to represent the cross-price elasticity of transit trips with respect to auto parking price. This is done in the full extension of Equation (5) of the sketch planning application.

Indeed, this approach can be extended to evaluate all TDM programs or strategies affecting the generalized costs of transport and modal travel times. The estimated change in SOV trips can subsequently be used within a social welfare framework of analysis. For example, the number of SOV diverted trips can be evaluated in a benefit cost analysis fashion, where each reduced trip is valued for the societal benefits it contributes to, and discounted by the cost incurred to divert it to other modes.

The next step of the evaluation is to assess the net annualized benefits that these 138 reduced vehicle trips provide. Let us assume that the sum of per passenger-trip external costs associated with SOV is equal to $2.00 per round trip. Therefore, the average daily benefits brought about by the 138 reduced trips are:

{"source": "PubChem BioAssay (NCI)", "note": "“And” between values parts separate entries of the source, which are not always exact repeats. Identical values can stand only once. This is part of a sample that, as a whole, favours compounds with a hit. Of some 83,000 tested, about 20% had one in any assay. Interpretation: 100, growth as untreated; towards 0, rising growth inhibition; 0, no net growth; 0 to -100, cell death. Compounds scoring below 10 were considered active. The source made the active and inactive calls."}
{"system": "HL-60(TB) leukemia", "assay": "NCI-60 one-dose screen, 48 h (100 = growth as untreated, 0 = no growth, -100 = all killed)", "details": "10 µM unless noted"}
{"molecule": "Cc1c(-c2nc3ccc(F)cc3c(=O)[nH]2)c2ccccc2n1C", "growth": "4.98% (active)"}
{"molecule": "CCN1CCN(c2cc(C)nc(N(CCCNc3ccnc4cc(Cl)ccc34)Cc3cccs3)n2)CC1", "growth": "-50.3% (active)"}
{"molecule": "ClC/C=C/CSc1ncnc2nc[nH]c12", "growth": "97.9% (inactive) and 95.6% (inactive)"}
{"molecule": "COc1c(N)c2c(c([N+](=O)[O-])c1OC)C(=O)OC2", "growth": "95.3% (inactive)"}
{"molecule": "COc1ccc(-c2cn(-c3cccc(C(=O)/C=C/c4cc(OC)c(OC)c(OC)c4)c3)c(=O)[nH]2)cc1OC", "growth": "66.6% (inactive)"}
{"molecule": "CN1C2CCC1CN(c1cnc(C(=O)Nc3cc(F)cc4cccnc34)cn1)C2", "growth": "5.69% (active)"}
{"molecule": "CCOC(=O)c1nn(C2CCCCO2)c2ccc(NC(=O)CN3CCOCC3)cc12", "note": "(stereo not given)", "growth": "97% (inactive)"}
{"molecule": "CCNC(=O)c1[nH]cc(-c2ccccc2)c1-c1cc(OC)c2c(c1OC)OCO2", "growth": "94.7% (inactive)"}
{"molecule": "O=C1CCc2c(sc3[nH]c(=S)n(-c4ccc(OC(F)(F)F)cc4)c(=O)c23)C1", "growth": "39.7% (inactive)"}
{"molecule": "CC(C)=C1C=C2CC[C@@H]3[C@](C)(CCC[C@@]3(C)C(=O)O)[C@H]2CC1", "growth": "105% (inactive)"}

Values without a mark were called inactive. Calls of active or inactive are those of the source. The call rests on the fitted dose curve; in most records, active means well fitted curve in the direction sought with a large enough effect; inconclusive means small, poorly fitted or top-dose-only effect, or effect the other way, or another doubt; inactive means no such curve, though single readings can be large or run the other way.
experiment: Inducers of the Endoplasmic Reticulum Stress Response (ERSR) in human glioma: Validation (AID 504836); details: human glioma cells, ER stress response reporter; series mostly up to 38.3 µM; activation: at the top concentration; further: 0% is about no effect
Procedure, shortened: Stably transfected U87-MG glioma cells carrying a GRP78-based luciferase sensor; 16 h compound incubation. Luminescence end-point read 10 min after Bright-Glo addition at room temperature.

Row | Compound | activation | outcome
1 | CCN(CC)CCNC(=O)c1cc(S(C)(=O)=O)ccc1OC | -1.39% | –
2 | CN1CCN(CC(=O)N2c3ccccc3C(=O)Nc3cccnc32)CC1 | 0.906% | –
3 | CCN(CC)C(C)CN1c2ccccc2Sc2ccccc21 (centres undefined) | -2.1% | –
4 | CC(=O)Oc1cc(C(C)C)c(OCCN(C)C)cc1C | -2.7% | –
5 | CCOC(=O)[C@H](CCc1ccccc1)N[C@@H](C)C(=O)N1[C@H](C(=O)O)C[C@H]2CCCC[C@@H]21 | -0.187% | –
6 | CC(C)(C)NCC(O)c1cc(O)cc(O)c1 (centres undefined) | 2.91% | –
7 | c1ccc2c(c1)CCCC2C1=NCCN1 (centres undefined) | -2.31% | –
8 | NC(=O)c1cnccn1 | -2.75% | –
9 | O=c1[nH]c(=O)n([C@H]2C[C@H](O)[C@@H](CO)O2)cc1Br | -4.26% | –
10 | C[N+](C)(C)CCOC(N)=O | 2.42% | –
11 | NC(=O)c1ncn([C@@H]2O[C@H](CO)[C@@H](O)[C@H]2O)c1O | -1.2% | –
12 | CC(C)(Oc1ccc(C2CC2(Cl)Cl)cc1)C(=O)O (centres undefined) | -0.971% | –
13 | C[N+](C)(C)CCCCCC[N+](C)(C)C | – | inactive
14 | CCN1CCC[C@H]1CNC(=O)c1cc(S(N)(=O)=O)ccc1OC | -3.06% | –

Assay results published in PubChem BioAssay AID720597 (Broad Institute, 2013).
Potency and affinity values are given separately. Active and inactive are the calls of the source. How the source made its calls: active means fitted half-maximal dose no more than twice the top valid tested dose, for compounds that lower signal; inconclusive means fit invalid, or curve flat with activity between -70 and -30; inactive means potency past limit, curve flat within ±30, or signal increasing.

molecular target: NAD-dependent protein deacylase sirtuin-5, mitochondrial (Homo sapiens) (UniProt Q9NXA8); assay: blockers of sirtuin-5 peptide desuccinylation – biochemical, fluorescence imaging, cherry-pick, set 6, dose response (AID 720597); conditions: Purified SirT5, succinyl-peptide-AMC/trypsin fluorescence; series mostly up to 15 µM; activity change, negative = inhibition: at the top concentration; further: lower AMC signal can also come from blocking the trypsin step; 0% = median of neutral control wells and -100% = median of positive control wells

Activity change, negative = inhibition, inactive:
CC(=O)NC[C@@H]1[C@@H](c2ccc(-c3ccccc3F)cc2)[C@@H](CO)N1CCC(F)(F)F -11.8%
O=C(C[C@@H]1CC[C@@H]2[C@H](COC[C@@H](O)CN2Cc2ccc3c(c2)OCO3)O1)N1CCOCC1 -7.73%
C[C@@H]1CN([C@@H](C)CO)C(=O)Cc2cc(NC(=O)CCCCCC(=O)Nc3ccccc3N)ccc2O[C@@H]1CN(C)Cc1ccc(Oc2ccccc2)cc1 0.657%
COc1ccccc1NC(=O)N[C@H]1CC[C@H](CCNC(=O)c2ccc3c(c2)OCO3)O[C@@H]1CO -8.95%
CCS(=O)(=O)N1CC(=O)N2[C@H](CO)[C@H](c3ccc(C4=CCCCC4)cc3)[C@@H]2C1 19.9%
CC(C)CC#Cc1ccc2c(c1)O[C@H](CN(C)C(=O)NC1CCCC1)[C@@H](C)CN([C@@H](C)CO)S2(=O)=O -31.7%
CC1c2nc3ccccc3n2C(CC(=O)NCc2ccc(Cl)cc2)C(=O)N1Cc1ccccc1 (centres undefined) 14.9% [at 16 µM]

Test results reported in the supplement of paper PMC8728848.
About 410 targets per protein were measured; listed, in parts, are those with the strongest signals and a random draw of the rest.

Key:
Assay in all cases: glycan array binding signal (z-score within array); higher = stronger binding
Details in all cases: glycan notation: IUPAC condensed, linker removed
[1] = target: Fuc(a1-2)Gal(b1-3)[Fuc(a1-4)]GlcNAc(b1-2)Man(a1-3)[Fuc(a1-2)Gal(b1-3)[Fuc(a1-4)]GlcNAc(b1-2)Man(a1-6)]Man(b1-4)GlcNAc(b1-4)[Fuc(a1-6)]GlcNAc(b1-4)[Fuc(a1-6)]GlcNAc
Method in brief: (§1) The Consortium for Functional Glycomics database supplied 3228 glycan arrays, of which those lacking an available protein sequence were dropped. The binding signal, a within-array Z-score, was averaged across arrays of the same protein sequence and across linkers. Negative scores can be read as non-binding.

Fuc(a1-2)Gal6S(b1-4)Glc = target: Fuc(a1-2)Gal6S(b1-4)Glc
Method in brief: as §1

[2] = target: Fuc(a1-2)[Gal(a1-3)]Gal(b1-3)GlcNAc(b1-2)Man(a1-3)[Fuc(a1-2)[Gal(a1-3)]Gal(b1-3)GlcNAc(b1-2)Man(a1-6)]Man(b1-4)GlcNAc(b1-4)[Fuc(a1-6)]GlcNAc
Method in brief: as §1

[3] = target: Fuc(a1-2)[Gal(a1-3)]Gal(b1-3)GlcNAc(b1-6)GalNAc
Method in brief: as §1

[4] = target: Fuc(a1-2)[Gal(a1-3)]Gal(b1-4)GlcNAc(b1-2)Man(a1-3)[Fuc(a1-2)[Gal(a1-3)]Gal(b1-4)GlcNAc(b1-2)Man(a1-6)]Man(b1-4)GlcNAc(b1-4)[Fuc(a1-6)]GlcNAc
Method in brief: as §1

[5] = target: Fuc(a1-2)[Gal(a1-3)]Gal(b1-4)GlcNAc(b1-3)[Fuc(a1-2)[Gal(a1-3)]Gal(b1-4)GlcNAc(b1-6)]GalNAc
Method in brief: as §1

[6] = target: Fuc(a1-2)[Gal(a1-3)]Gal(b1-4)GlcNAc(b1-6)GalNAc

(138 trips/day) X ($2.00/trip) = $276/day

Assuming an average of 235 working days per year, the annual benefits are equal to:

($276/day) X (235 days/year) = $64,782/year

Since the number of daily passenger-trips reduced is equivalent to the average annual daily trips (AADT) reduced, the annualized per passenger-trip benefit is equal to:

# ($64,782) / (138 AADT reduced) = $470 per AADT reduced

Now, we turn to compute the annualized cost of the program, by plugging the example numbers into Equation (6):

A = 50,000

( ) ( ) 1 0 6 . 0 1 0 6 . 0 1 0 6 . 0 2 2 ⎥ ⎦ ⎤ ⎢ ⎣ ⎡ − + +

= $27,272

# Which on a per AADT reduced basis is equivalent to:

($27,272)/(138)= $ 198 per AADT reduced

# Finally, the value of a trip removed is equal to the sum of benefits and costs:

# Value of trip removed (per AADT reduced) = $470 - $198 = $272

Another significant measure of the program effectiveness is given by the benefit to cost ratio, which is equivalent to:

$470 / $198 = 2.40

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